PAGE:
The author then goes on to discuss “A Sampling of Rhetorical Devices.”  Similes and metaphors are two major devices that the author focuses on in this section.  One example of this device is like “this [bread] is my body” (Matt. 26.26).  This is taking two absolutely different things and comparing them.  The chapter then goes on to talk about Personification, Metonymy and Synecdoche and then on to Anthropomorphism and Zoomorphism.  A Merism is “a special use of synecdoche which uses the word “and” to join together contrasting parts to express totality” (pg 29). 

An oxymoron is a combination of two Greek words that mean “sharp” and “dull.”  This is when you put contrasting words or ideas together to create one idea.  The undisputed letter of Paul is a time where there are contrasting ideas that are put together to make a special effect on them.  The author then goes on to talk about quotation, allusion and foreshadowing.  Then the chapter talks about irony, rhetorical question, amplification and euphemism.  The chapter wraps up by talking about repition, recursion, inclusio and chiasm.

I will now go on to give a review of Chapter two.  In my opinion, the chapter does a great job at achieving its goal.  The goal is to introduce some rhetorical devices that are used in literature and specifically the Bible.  The author does a great job at explaining what the device is and then by giving examples.  This is great for the reader because they can understand what the device is first and then they can look at the example in the Bible.  This also provides for a great time for the reader to be able to take the example and find other ones as well.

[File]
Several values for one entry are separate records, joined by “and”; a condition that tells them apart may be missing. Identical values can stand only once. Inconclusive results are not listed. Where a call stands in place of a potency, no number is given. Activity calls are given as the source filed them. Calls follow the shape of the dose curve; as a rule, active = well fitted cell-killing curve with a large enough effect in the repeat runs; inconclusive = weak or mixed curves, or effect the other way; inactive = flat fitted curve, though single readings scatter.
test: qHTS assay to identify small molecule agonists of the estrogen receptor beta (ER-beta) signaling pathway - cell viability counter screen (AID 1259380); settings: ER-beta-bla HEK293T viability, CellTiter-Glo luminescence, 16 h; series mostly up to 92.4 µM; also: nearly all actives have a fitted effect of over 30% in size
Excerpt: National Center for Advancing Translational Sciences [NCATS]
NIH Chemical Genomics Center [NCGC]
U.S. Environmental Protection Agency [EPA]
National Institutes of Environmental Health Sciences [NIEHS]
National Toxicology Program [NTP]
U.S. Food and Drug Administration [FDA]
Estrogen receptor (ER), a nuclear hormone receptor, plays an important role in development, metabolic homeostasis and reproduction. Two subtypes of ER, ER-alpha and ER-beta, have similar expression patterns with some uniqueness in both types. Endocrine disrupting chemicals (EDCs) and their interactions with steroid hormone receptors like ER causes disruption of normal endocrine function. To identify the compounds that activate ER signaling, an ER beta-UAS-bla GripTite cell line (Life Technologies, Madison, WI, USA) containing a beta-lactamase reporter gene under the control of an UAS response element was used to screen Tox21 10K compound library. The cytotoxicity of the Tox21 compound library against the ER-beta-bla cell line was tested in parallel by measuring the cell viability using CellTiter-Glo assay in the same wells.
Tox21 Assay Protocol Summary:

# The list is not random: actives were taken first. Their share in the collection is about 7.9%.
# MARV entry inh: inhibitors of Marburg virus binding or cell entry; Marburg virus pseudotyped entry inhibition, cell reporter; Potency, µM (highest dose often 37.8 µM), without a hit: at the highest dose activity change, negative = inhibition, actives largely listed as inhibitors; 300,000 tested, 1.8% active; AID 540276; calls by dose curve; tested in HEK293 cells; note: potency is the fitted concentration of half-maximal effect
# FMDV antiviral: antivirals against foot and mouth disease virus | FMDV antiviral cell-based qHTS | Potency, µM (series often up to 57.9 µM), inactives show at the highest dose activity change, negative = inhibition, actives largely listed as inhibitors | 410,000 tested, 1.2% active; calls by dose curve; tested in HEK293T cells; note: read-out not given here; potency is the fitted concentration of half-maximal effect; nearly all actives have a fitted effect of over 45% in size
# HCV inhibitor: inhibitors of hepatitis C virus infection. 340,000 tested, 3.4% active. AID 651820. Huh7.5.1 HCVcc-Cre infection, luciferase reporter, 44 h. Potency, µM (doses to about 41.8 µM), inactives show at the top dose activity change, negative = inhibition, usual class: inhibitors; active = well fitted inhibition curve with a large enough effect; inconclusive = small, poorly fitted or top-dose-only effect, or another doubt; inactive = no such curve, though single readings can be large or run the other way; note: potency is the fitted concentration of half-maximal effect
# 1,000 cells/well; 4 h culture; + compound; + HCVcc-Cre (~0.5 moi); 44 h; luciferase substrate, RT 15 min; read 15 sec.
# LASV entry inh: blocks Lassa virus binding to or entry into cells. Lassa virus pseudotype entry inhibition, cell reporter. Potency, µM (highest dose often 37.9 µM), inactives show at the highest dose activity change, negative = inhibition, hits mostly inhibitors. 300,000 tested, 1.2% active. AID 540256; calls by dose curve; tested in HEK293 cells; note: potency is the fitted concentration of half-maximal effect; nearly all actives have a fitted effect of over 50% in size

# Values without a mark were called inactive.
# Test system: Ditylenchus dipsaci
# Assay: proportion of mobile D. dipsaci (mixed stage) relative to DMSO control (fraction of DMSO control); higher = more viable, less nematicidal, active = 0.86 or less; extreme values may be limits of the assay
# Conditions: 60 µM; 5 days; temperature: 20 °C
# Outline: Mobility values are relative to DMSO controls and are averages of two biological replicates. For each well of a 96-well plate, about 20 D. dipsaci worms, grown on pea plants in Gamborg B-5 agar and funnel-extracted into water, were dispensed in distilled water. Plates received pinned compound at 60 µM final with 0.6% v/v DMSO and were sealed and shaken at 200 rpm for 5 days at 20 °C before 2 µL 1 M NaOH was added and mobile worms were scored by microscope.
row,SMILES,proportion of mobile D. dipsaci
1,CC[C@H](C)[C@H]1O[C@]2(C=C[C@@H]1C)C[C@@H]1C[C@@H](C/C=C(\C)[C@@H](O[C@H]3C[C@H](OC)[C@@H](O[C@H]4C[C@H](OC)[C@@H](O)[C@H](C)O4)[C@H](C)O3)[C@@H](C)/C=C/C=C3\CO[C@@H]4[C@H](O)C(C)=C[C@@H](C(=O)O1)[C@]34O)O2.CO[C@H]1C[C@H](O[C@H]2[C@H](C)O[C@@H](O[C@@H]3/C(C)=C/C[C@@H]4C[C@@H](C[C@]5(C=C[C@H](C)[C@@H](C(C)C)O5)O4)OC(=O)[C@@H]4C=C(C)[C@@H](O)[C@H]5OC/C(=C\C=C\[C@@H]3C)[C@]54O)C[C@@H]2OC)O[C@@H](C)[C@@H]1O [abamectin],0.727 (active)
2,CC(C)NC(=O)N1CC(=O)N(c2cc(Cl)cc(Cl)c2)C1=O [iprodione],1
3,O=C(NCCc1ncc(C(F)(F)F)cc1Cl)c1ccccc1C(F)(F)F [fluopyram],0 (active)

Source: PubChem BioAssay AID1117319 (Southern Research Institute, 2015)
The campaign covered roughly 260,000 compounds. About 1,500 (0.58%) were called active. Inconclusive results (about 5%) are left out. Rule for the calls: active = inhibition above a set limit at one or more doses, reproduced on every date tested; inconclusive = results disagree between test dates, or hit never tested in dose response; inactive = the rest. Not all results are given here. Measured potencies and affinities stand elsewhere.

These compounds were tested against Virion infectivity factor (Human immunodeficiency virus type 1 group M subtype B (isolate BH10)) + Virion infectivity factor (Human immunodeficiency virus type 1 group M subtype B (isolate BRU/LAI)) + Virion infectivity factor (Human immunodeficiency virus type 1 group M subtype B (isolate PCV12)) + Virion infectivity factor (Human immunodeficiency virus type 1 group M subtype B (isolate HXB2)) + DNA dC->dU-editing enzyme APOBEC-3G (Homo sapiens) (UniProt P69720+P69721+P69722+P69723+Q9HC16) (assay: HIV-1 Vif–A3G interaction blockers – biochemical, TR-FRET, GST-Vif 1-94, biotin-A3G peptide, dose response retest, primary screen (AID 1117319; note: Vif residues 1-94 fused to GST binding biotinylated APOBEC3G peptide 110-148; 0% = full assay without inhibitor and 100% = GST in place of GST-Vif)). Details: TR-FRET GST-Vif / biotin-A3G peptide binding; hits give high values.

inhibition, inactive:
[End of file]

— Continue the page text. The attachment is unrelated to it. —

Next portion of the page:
The possibilities that are suggested by the chapter include a few things.  First and foremost, the chapter gives great opportunity to be able to find other examples of the rhetorical devices throughout the book.  After the device is explained clearly and the author gives one example, that gives ample time and resources for the reader to be able to go back on their own time and find more examples.  Also, at the end of this chapter, as all of the others as well, the author gives a great amount of exercises and questions to get the readers mind thinking.  The questions and exercises are challenging and make the reader think and do some research. 

The personal experiences that I have related to this subject are limited to the literature parts.  I have never spent time seeing what rhetorical devices you can find in the Bible.  I have spent a lot of time in my years of schooling looking at rhetorical devices and seeing how they are in different types of literature.  I think that this has helped in my experience so far with this class.  It helps that I have some experience with the rhetorical devices so that I can catch on a little quicker when I’m reading. 

Overall, chapter two of Reading the Bible as Literature is a great way to learn how devices are used throughout the Bible.  I started out by providing some content to help understand the chapter.  I then went on to describe the chapter in a summary and finished up with my opinions in a review.